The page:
10 Reasons You’ll Love the Newly Renovated Randall Museum


Randall MuseumSan Francisco is full of wonderful museums, parks, and activities for kids and we all have our go-to spots. One of my family’s absolute favorites is the Randall Museum, where city kids have been going for over 65 years to learn about science, nature, and art. After a $9 million renovation, which I recently had the chance to preview, the Randall is reopening on Sunday, February 11, and it’s looking pretty amazing. Here are ten things, new and old, that I love about this San Francisco treasure.

Free Admission  

One of the things that really distinguishes the Randall Museum from the crowd is that admission is free (the museum is owned and operated by the San Francisco Recreation and Park Department). This makes the Randall accessible to all, unlike the California Academy of Sciences, the Exploratorium and most other Bay Area museums of its kind (great spots, but pricey!) But if you have the means, do consider becoming a member of the Randall Museum Friends, a non-profit organization that supports the museum and provides much of its programming. A $45 annual family membership gets you reduced tuition and priority registration for Randall Museum classes (many of which tend to fill up very quickly), invitations to special events, and the satisfaction of helping support a true San Francisco gem.


Kid-Friendly Atmosphere

Whether it’s the Randall’s manageable size, cozy nooks, or friendly staff, there is something special about it that kids love. My own daughters, now 10 and almost 12, started coming to the Randall when they were in preschool, regularly attending annual family days and taking classes. They were afraid that the museum would lose its homey, “Randall” character as a result of the renovation, but after getting a sneak peek at the beautifully updated museum, I can assure them and you that nothing has changed in this regard. While the Randall is better than ever, this remains a place where kids will feel very much at home.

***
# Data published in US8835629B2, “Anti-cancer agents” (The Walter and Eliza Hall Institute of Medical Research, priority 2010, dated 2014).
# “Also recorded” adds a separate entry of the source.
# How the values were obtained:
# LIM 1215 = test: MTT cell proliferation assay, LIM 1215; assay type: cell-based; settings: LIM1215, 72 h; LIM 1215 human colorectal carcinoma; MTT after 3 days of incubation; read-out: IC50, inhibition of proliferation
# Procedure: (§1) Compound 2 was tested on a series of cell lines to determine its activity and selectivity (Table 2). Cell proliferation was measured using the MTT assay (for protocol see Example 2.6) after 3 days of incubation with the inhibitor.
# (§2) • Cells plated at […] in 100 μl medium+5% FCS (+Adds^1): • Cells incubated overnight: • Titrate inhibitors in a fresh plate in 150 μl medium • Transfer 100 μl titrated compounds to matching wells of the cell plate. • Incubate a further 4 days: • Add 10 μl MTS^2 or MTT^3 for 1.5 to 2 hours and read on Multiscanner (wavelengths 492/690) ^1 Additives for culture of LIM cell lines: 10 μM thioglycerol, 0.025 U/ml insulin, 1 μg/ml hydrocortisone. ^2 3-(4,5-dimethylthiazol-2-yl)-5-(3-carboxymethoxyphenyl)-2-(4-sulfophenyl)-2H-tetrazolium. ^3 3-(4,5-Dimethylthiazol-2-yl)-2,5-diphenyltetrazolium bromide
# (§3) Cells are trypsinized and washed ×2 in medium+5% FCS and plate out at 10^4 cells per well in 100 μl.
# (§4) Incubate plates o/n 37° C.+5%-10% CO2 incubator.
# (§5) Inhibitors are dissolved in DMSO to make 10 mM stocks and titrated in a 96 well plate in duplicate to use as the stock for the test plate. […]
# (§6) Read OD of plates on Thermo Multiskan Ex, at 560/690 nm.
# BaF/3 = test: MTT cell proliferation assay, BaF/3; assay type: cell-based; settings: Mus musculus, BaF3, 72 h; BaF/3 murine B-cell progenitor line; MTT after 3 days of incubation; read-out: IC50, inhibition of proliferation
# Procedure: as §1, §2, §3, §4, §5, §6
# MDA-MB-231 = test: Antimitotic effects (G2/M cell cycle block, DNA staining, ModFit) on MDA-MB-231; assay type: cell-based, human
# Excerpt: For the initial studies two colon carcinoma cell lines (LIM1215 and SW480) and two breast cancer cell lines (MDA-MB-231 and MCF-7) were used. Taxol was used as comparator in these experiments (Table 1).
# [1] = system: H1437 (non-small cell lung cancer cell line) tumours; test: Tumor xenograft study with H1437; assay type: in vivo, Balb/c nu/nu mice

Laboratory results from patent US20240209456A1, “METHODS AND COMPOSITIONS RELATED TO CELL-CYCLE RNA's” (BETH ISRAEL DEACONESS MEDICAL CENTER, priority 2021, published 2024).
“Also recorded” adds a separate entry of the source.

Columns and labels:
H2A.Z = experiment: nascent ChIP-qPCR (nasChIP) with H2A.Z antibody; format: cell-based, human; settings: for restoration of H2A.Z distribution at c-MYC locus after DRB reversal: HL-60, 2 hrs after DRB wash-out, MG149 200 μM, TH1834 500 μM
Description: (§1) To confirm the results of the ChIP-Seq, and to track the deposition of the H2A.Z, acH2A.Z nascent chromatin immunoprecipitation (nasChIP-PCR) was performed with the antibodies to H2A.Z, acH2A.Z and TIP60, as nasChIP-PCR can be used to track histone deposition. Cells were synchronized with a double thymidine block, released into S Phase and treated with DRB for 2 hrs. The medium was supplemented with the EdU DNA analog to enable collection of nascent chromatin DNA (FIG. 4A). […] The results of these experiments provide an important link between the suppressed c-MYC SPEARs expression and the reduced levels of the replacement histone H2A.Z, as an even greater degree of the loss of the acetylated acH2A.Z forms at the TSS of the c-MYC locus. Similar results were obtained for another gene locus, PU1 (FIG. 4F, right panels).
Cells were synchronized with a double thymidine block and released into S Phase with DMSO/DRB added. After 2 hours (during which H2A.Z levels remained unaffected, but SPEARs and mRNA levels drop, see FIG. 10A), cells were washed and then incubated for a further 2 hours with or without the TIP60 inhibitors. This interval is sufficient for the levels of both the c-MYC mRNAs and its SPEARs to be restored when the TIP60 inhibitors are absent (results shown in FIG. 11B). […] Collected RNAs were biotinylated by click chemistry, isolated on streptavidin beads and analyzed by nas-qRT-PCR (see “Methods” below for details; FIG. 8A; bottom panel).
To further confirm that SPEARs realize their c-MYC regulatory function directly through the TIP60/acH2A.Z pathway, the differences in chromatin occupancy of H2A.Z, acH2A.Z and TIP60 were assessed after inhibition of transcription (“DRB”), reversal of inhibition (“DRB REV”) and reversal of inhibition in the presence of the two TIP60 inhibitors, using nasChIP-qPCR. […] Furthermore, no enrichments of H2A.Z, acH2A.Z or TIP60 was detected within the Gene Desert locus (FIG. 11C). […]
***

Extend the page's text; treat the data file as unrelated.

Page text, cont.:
Educational & Engaging Exhibits

With hands-on exhibits, interesting artifacts and engaging displays (most with a California focus), the Randall is a fabulous place for kids to learn about science, nature, and history. Highlights include the revamped live animal room — home to a raccoon, a covey of quail (new to the museum), lizards, turtles, snakes, and more; a new oceans room; geology and seismology exhibits; and the ever-popular Golden Gate Model Railroad, which is now open every day during regular museum hours (previously, it was only open on Saturdays). For those who’ve been to the Randall pre-renovation, you will notice there is now a lot more for kids to see and do, with new and upgraded exhibits and facilities throughout the museum.   

The Toddler Room

The Randall’s light and bright toddler room, with its “treehouse” climbing structure, colorful wall mural, toys, and books, is a godsend if your kids are still in the crawling or toddling phase of life. It’s been awhile since my kids were tots, but I remember how exhausting museums can be for little ones – and for parents of such small creatures. That’s why it’s so great to be able to take your kids to a cozy space where they can just take a break or get the wiggles out when they reach the end of their attention span. 

High-Quality Classes

In addition to being a museum, the Randall offers some of the city’s best and most affordable enrichment classes for kids, spanning a wide range of topics in art, science, technology, ceramics, and woodworking (my younger daughter’s favorite was a parent-child woodworking class we took when she was in preschool). From art classes for children as young as 14 months to laser cutting classes for teens in the museum’s new STEM studio (“The Garage”), there is something for all ages and interests at the Randall. 

Fun Family Days

Randall Museum